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Vanity Fair Hollywood Issue Includes Four Black Actresses On Cover

Major kudos to Vanity Fair for getting it right with this year’s 2017 Hollywood Issue.

After catching hell from us for years for either not including black actors on the cover or putting them on the inside fold, this year’s cover truly reflects the diversity of talent represented in this year’s projects.

Lupita Nyong’o returns to the cover again, along with Ruth Negga, Aja Naomi King and Janelle Monae — alongside the Fanning sisters, Dakota and Elle, Natalie Portman, Emma Stone, Amy Adams, Greta Gerwig and Dakota Johnson.

Hit the flip for individual portraits and write ups!

Vanity Fair/Annie Leibovitz



The Afro-futurist musical artist Janelle Monáe, whose 2010 album, The ArchAndroid, established her pro-android aesthetic and politique (“The ‘android’ represents the new ‘other,’ ” she explained), enjoyed a rookie year as an actress in 2016 that would be the envy of any humanbot. In the haunting triptych of fragility and identity Moonlight, she is Teresa, the drug dealer’s girlfriend with a consoling heart and keen emotional radar; in Hidden Figures, she’s Mary, the youngest member of a trio of unsung female African-American mathematicians working behind the scenes at NASA to keep John Glenn’s Mercury capsule from collapsing like a soda can on launch and re-entry. Equally at ease with Moonlight’s elliptical pauses and Hidden Figures’ expository prose, Monáe showed she could handle anything thrown at her and bat it over the wall.



The Irish-Ethiopian actress Ruth Negga has eyes intentful enough to shift objects around on-screen—a near-telekinetic focus that can shove aside anyone crowding her path (as evidenced by her brash Tulip O’Hare in AMC’s Preacher). What makes her performance in Jeff Nichols’s Loving so quietly capturing is how long her character’s direct gaze is kept warily under wraps, deflecting scrutiny, biding its time. For good reason: in the real-life 1960s South, where the film is set, a direct look from a black person at a white man in authority was considered an affront—it could get you killed. Loving is based on the true story of Richard and Mildred Loving, an inter-racial couple whose marriage was treated as a crime in their home state of Virginia, and as a victory when the Supreme Court ruled in their favor, in 1967. It is Richard (Joel Edgerton, chiseled and hunkered-in) who is insistent at first on setting things right, then Mildred who proves the persistent one, seizing the baton when he starts to hang back, and whose eyes, no longer averted, are on the prize.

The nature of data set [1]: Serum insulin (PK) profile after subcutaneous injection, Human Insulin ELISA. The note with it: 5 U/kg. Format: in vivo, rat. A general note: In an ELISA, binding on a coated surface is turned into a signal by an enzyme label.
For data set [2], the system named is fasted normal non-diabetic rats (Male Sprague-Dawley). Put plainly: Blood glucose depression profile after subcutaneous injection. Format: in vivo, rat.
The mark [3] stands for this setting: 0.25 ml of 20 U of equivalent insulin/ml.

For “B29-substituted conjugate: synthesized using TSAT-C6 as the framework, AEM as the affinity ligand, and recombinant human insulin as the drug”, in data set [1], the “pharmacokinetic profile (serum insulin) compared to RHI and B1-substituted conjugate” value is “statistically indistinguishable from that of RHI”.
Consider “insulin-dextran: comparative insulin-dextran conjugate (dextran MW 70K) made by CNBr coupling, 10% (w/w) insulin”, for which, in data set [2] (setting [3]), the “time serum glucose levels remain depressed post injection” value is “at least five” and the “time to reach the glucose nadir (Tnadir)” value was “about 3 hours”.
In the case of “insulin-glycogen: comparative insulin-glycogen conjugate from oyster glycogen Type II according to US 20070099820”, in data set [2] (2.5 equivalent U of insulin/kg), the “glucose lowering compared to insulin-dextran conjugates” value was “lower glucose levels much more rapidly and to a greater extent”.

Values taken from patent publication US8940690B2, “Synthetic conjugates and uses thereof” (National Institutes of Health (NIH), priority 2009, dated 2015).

Vanity Fair Annie Liebovitz


Aja Naomi King’s movie ascendancy as the slave girl Cherry in Nate Parker’s blazing battle cry, The Birth of a Nation (based on the Nat Turner rebellion of 1831), is a complete boomerang from the role that made her television rep. After an assortment of credits in film (“Positive Polly” in Whit Stillman’s Damsels in Distress and Rosa in the underseen comedy The Rewrite) and in prime-time series such as Emily Owens, M.D. and The Blacklist, King was whisked aboard the mother ship of Shondaland’s How to Get Away with Murder, starring the inviolable Viola Davis. Shondaland TV is not so much a place as a quantum state in which dialogue, events, character reversals, and shocking twists occur at speeds unknown to mundane humankind. King’s Michaela Pratt has been in the mad thick of it for three seasons, and the part of Cherry required a rapid deceleration and divestment of contemporary traits to fit seamlessly into the time, place, and tragic situation of southern slavery. This King did so artfully that you don’t see the art, only an eloquent act of being.

Annie Liebovitz Vanity Fair Lupita Nyong'o


Lupita Nyong’o is a message amplifier: only a small handful of major screen credits to her name but what a solid thump they’ve made. She seemed to burst out of parts unknown in her feature-film debut as the sadistically mistreated Patsey in Steve McQueen’s 12 Years a Slave, for which she won an Academy Award for best supporting actress. Fortitude also forms the mortar of her performance in Mira Nair’s Queen of Katwe as Nakku Harriet, the Mother Courage of a family of hungry, unschooled children in a teeming, poor, ramshackle township in Uganda where skyscrapers stand in the hazy distance like the Emerald City of Oz. Elsewhere, in a galaxy far, far away, Nyong’o is a member of the revivified Star Wars mod squad, playing the goggle-eyed pirate Maz Kanata in J. J. Abrams’s Star Wars: The Force Awakens and its next billion-dollar chapter. As if that weren’t pop pantheon enough, she is also cast in the Marvel Cinematic Universe’s forthcoming Black Panther movie, making her a dual dignitary at any Comic-Con.

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